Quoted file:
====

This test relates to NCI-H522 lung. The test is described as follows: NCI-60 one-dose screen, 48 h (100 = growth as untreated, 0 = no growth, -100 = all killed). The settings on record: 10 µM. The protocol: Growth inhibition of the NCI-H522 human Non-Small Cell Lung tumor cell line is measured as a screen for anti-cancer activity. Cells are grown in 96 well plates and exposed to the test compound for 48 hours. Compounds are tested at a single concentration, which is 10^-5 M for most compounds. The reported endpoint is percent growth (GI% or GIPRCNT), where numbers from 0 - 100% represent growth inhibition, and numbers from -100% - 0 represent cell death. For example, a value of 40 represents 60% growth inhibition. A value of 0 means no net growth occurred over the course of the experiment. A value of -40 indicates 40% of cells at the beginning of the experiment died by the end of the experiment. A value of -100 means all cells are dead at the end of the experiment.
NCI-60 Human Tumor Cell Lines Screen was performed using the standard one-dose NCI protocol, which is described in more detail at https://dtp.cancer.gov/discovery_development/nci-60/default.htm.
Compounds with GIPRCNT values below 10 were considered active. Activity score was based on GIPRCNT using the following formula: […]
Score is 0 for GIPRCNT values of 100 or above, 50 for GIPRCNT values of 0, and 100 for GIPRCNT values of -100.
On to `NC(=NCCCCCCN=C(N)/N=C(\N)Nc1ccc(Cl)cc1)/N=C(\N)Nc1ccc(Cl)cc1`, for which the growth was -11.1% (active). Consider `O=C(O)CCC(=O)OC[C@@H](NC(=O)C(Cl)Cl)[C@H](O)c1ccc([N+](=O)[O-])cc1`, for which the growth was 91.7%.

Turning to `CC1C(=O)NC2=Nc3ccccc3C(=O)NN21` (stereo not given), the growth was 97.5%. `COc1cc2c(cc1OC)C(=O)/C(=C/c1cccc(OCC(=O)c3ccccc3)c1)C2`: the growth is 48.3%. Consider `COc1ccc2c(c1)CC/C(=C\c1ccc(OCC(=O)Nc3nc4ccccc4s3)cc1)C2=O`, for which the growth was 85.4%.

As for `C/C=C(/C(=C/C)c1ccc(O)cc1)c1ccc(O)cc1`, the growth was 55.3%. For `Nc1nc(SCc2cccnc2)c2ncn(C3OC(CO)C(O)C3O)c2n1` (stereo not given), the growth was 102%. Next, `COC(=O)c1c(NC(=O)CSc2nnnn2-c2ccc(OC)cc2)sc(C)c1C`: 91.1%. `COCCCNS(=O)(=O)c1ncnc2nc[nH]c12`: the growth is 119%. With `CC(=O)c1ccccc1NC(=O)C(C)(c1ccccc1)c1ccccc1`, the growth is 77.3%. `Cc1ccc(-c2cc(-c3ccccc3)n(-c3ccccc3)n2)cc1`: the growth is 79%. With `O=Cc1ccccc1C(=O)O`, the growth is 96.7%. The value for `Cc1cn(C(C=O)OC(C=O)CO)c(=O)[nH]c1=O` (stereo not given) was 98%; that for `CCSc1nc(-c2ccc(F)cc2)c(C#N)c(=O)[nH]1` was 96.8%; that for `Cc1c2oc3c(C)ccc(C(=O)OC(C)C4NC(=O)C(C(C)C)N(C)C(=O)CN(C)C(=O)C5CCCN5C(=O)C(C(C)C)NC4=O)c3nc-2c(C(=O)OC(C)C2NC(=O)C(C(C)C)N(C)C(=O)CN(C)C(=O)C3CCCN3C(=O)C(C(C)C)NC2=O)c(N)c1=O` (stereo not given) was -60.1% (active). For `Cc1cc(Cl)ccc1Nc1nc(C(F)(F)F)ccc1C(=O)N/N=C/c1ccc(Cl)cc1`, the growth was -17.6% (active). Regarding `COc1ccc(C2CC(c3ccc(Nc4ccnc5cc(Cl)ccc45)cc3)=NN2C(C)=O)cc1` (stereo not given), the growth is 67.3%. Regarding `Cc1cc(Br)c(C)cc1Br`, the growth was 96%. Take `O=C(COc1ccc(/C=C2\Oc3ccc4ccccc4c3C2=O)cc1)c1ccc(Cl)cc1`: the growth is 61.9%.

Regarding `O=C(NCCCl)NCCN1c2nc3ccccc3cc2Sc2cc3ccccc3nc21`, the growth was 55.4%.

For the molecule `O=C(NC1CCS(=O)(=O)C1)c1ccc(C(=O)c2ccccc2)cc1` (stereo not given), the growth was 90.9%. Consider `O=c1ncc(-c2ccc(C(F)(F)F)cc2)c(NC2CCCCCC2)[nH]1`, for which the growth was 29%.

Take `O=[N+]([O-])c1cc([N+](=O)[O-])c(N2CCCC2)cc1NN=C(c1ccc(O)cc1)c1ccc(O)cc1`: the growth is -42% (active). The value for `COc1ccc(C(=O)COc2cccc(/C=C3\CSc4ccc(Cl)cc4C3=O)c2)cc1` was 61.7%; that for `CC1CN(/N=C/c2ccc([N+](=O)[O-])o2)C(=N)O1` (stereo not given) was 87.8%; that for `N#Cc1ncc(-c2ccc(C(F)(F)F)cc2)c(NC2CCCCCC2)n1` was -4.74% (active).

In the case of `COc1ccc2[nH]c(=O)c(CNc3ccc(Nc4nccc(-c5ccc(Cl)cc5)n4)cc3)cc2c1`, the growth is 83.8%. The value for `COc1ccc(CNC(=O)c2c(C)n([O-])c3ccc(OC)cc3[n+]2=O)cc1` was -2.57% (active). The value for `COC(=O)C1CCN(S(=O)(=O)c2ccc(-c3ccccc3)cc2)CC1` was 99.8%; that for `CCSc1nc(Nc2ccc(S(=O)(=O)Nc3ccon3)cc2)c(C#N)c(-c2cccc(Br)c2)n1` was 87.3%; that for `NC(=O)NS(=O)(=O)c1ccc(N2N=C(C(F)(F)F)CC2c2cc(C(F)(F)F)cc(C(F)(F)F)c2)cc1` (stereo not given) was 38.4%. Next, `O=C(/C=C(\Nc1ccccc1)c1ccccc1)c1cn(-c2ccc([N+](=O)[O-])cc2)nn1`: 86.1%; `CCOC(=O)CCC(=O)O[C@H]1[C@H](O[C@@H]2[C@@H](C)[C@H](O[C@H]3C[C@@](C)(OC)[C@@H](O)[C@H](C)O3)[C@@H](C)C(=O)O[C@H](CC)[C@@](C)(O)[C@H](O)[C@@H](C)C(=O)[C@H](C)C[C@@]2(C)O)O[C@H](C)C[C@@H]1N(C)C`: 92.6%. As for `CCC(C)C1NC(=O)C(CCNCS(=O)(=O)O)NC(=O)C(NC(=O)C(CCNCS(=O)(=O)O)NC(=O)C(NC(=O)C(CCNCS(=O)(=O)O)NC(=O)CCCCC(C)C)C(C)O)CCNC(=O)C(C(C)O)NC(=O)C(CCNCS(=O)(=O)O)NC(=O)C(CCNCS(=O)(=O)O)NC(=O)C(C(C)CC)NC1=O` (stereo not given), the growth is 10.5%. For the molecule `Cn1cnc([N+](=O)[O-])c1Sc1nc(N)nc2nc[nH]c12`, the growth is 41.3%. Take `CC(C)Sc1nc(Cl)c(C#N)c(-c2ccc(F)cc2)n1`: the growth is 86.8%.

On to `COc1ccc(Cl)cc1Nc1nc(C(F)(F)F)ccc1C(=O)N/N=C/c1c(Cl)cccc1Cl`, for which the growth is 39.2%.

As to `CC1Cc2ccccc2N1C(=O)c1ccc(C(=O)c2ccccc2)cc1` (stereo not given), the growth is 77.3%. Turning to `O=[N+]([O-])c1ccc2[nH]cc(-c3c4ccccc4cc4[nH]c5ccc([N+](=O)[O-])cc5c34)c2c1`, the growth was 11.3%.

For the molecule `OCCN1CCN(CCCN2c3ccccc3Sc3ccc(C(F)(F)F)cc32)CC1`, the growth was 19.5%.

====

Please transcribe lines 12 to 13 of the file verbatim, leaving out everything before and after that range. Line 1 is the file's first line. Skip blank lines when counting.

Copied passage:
On to `COc1ccc(Cl)cc1Nc1nc(C(F)(F)F)ccc1C(=O)N/N=C/c1c(Cl)cccc1Cl`, for which the growth is 39.2%.

As to `CC1Cc2ccccc2N1C(=O)c1ccc(C(=O)c2ccccc2)cc1` (stereo not given), the growth is 77.3%. Turning to `O=[N+]([O-])c1ccc2[nH]cc(-c3c4ccccc4cc4[nH]c5ccc([N+](=O)[O-])cc5c34)c2c1`, the growth was 11.3%.